Say what you will about what it’s doing to old-fashioned, brick-and-mortar bike shops: online retail is a godsend for semi-agoraphobes like me who loathe shopping in full view of other people. But such phobias are thrown to the wayside when you’re wearing a piece of clothing that fits you poorly. Take for example the Showers Pass Syncline jacket. It’s a fine piece of outerwear: it’s waterproof, reasonably breathable (and aided in that regard by pit zips), and has pockets and a hood. One major detriment is the material on the inside of the jacket — it has a cheap, plasticky feel, not unlike dollar-store rain jackets. Another issue, which illustrates the importance of trying things on in person, is the jacket’s fit. It’s a “full fit,” according to Showers Pass, and the Syncline is marketed as a multi-sport jacket, so one shouldn’t expect it to have the trim, form-fitting shape of a traditional cycling shell. I’m six feet tall and thin, and the Syncline’s “full fit” didn’t fit me very well. In size small (it’s not unusual for me to wear a small) the jacket’s sleeves were the perfect length, but the torso was short and hilariously roomy. As previously stated, it’s a fine jacket. It kept me dry on a number of hikes and bike rides where the weather took a surprising turn, and it packed up just as small as my personal rain shell. If you’re of average height, have longish arms, and sport a (much) roomier torso than I, the Syncline will probably fit you quite well. Just be sure to try it on first. –DM
Weighing just 6.6 ounces but built to handle that unexpected blast of rain thanks to its water-resistant woven nylon shell and DWR (durable water repellent) finish, you’ll be packing this jacket along on every trip wondering, “How can something so light hold up so well? It must be magic!” And then you’ll think to yourself, “Oh yeah, that’s why they call it the Alpine Houdini.” This quickly became my favorite piece of outdoor apparel for cycling, hiking, running, and pretty much any other outdoor activity from spring through fall. Available in both men’s and women’s sizes. –JT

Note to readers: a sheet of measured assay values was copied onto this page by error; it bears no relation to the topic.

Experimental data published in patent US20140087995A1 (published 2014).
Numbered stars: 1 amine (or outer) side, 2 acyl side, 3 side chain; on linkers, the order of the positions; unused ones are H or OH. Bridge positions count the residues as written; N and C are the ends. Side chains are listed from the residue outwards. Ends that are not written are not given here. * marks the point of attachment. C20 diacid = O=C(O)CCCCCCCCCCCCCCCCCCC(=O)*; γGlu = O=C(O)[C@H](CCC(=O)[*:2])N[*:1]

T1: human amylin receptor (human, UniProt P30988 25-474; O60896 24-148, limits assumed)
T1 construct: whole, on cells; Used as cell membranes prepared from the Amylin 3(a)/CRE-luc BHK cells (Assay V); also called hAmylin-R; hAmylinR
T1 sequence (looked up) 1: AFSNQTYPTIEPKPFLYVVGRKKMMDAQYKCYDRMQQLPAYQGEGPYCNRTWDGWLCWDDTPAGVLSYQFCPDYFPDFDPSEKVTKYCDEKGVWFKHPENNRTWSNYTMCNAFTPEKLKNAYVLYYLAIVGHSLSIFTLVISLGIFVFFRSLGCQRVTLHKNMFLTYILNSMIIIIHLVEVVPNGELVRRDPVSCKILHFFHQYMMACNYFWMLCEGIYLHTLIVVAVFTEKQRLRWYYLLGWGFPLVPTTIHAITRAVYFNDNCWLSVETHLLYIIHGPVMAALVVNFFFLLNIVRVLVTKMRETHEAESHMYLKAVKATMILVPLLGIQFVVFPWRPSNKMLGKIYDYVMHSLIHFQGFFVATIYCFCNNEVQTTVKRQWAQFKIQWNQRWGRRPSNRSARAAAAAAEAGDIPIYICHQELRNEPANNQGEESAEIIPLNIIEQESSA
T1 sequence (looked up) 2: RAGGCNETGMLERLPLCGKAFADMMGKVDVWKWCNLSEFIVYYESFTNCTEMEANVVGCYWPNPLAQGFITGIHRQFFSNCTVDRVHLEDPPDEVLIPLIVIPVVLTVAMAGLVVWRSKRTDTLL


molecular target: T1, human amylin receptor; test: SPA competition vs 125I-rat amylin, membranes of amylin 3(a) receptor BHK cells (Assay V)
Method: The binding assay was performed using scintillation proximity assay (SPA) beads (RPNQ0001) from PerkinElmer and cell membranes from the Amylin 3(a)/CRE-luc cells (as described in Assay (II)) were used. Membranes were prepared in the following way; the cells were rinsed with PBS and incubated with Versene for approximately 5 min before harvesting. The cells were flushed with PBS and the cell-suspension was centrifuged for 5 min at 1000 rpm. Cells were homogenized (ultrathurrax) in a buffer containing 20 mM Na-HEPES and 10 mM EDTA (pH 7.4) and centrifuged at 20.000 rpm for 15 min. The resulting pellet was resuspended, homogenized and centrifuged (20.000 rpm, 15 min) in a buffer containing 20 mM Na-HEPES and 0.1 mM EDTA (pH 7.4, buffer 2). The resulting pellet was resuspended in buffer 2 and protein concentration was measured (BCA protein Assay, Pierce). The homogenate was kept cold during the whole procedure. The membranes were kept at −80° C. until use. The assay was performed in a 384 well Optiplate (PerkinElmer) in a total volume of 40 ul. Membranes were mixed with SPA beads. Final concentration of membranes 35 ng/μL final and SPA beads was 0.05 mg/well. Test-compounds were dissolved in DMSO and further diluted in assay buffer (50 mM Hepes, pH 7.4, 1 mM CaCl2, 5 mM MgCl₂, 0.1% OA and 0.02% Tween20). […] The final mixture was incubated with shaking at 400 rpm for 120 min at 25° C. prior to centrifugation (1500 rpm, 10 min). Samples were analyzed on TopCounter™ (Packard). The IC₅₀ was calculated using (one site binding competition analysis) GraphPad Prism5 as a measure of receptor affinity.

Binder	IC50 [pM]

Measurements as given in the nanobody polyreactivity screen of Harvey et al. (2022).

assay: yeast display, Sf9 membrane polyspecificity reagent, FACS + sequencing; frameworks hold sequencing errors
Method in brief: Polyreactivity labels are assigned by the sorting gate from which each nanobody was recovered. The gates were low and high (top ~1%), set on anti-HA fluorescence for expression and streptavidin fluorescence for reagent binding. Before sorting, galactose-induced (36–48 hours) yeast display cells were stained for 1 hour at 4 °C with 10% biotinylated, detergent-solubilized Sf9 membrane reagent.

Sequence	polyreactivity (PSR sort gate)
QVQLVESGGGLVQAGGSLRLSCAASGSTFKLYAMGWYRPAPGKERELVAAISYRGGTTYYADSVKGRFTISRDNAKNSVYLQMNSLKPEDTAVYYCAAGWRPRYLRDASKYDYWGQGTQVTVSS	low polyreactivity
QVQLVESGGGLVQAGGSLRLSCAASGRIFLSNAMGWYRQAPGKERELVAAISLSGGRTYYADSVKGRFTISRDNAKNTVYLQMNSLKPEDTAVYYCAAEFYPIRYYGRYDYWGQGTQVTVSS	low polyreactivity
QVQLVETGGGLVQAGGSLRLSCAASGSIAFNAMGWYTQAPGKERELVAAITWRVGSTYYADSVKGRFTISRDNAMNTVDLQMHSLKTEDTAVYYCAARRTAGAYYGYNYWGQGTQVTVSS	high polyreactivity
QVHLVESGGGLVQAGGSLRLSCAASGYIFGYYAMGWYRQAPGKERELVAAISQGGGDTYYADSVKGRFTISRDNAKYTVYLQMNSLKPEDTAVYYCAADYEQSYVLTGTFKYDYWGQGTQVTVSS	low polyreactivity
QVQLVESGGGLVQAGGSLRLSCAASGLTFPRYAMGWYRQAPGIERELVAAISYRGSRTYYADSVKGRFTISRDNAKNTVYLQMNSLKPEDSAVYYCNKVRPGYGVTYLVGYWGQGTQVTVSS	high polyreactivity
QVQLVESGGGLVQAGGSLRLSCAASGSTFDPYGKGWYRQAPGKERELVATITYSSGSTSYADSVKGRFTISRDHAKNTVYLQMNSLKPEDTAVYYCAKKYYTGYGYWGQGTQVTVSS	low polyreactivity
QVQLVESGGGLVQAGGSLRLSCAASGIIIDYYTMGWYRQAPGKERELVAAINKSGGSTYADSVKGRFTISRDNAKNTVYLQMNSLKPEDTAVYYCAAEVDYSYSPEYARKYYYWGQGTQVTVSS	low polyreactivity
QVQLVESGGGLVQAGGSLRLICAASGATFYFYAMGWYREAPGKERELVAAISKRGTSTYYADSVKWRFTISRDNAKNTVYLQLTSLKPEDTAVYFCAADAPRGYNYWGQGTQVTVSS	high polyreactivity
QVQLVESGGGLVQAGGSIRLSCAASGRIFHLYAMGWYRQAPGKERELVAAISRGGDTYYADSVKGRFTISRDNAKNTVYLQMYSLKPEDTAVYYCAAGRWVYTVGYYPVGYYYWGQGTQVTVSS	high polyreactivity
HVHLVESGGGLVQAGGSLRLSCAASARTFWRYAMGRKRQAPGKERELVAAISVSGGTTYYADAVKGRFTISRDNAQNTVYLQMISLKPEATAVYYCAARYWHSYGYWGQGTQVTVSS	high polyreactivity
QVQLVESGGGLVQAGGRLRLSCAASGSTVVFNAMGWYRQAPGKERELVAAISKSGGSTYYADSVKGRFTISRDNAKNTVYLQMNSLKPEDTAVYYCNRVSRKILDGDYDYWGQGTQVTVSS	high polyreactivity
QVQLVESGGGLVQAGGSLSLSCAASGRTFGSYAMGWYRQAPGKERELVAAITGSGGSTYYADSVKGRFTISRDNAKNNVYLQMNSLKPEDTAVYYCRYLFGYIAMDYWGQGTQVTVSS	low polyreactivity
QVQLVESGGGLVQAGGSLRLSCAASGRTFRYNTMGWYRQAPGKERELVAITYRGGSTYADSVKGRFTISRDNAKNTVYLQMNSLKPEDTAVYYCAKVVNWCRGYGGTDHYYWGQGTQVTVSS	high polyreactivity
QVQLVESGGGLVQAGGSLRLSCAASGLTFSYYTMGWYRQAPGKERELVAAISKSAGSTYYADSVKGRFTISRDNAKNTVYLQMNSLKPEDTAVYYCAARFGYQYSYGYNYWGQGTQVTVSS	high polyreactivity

Shoulder season means vest season (oh, the irony). A good wind vest will do wonders for extending your riding season into dark mornings and blustery evenings. At $170, Velocio’s Wind Vest isn’t the most budget-friendly gilet out there, but it delivers both high-end design and functionality effortlessly.
Velocio designs their apparel to fit best in a cycling position, which translates to less bulk in front and around the arms when you’re on the bike, and easier layering. With windproof front and side panels, a four-way stretch-mesh back panel, and a burly two-way zipper, this vest does everything a good vest should do: it keeps chilly winds at bay and breathes enough to remain comfortable in a wide range of temperatures. When you’ve warmed up enough to shed the vest, it packs up easily into a jersey pocket — and boasts three roomy back pockets of its own, something lacking in many other vests.
It also looks and feels like the high-end piece of equipment it is, with fabric that’s amazingly quiet and soft to the touch for a windproof material. You can’t be too visible when sharing the road with cars — here, loud is a good thing — so I appreciated the high-vis pop red color, which does just that. It’s a welcome change from screaming yellow and manages to be both eye-catching and stylish.
Velocio first made waves with their focus on women’s-specific cycling apparel, but they’ve since expanded to a full line of Italian-manufactured men’s and women’s pieces. Look for the Wind Vest in both men’s and women’s cuts. –CN
For many female cyclists — myself included — high-performance cycling apparel that looks as good as it rides is the holy grail. Sure, women’s-specific shorts, bibs, and jerseys are trickling into the market in greater numbers, but most designs suffer from at least one of three fatal flaws: an unflattering or impractical fit, seizure-inducing colorways, or a mess of sponsor logos. Velorosa is a new contender for holy grail status, and after testing out two pieces from their Velocity Collection, it’s safe to say that they’re hitting all the marks.